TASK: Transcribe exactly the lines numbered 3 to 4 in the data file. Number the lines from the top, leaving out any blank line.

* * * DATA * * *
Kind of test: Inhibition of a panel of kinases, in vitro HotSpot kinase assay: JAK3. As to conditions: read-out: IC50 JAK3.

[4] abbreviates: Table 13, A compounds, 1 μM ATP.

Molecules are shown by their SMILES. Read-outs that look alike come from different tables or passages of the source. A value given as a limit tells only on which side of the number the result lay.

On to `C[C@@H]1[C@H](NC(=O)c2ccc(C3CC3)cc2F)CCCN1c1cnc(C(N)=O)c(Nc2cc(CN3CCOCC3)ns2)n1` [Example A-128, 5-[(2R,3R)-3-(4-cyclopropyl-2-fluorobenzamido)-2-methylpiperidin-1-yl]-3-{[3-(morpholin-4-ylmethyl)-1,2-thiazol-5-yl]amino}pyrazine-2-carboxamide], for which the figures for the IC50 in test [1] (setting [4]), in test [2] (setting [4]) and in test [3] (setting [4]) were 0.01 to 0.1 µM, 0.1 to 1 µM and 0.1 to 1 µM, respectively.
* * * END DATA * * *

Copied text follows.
Molecules are shown by their SMILES. Read-outs that look alike come from different tables or passages of the source. A value given as a limit tells only on which side of the number the result lay.

On to `C[C@@H]1[C@H](NC(=O)c2ccc(C3CC3)cc2F)CCCN1c1cnc(C(N)=O)c(Nc2cc(CN3CCOCC3)ns2)n1` [Example A-128, 5-[(2R,3R)-3-(4-cyclopropyl-2-fluorobenzamido)-2-methylpiperidin-1-yl]-3-{[3-(morpholin-4-ylmethyl)-1,2-thiazol-5-yl]amino}pyrazine-2-carboxamide], for which the figures for the IC50 in test [1] (setting [4]), in test [2] (setting [4]) and in test [3] (setting [4]) were 0.01 to 0.1 µM, 0.1 to 1 µM and 0.1 to 1 µM, respectively.